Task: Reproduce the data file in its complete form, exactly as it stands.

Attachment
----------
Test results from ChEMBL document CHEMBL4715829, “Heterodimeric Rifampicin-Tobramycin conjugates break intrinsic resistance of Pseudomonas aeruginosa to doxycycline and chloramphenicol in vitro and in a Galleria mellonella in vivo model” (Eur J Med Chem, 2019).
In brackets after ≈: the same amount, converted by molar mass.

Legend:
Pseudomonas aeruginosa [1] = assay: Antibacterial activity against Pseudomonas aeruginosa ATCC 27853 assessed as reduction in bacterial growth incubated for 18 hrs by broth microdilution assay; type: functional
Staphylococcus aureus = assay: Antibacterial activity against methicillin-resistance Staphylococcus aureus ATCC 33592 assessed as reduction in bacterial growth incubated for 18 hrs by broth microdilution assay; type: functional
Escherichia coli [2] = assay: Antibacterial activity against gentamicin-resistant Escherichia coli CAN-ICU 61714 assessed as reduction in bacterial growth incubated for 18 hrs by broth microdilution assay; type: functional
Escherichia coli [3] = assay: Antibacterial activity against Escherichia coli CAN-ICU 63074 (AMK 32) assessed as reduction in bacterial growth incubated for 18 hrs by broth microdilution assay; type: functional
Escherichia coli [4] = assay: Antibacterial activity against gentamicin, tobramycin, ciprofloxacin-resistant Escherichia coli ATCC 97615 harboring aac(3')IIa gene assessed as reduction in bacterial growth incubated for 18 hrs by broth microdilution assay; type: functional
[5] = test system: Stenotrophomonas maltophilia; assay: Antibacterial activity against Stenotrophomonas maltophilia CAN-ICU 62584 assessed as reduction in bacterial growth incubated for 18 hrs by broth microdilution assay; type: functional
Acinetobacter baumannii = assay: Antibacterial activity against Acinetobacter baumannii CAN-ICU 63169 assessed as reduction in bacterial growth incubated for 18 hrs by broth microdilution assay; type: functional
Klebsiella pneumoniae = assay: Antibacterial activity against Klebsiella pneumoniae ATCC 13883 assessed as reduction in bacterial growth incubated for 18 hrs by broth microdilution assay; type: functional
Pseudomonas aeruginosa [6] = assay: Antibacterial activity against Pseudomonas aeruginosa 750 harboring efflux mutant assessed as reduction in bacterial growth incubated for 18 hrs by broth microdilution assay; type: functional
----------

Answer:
Test results from ChEMBL document CHEMBL4715829, “Heterodimeric Rifampicin-Tobramycin conjugates break intrinsic resistance of Pseudomonas aeruginosa to doxycycline and chloramphenicol in vitro and in a Galleria mellonella in vivo model” (Eur J Med Chem, 2019).
In brackets after ≈: the same amount, converted by molar mass.

Legend:
Pseudomonas aeruginosa [1] = assay: Antibacterial activity against Pseudomonas aeruginosa ATCC 27853 assessed as reduction in bacterial growth incubated for 18 hrs by broth microdilution assay; type: functional
Staphylococcus aureus = assay: Antibacterial activity against methicillin-resistance Staphylococcus aureus ATCC 33592 assessed as reduction in bacterial growth incubated for 18 hrs by broth microdilution assay; type: functional
Escherichia coli [2] = assay: Antibacterial activity against gentamicin-resistant Escherichia coli CAN-ICU 61714 assessed as reduction in bacterial growth incubated for 18 hrs by broth microdilution assay; type: functional
Escherichia coli [3] = assay: Antibacterial activity against Escherichia coli CAN-ICU 63074 (AMK 32) assessed as reduction in bacterial growth incubated for 18 hrs by broth microdilution assay; type: functional
Escherichia coli [4] = assay: Antibacterial activity against gentamicin, tobramycin, ciprofloxacin-resistant Escherichia coli ATCC 97615 harboring aac(3')IIa gene assessed as reduction in bacterial growth incubated for 18 hrs by broth microdilution assay; type: functional
[5] = test system: Stenotrophomonas maltophilia; assay: Antibacterial activity against Stenotrophomonas maltophilia CAN-ICU 62584 assessed as reduction in bacterial growth incubated for 18 hrs by broth microdilution assay; type: functional
Acinetobacter baumannii = assay: Antibacterial activity against Acinetobacter baumannii CAN-ICU 63169 assessed as reduction in bacterial growth incubated for 18 hrs by broth microdilution assay; type: functional
Klebsiella pneumoniae = assay: Antibacterial activity against Klebsiella pneumoniae ATCC 13883 assessed as reduction in bacterial growth incubated for 18 hrs by broth microdilution assay; type: functional
Pseudomonas aeruginosa [6] = assay: Antibacterial activity against Pseudomonas aeruginosa 750 harboring efflux mutant assessed as reduction in bacterial growth incubated for 18 hrs by broth microdilution assay; type: functional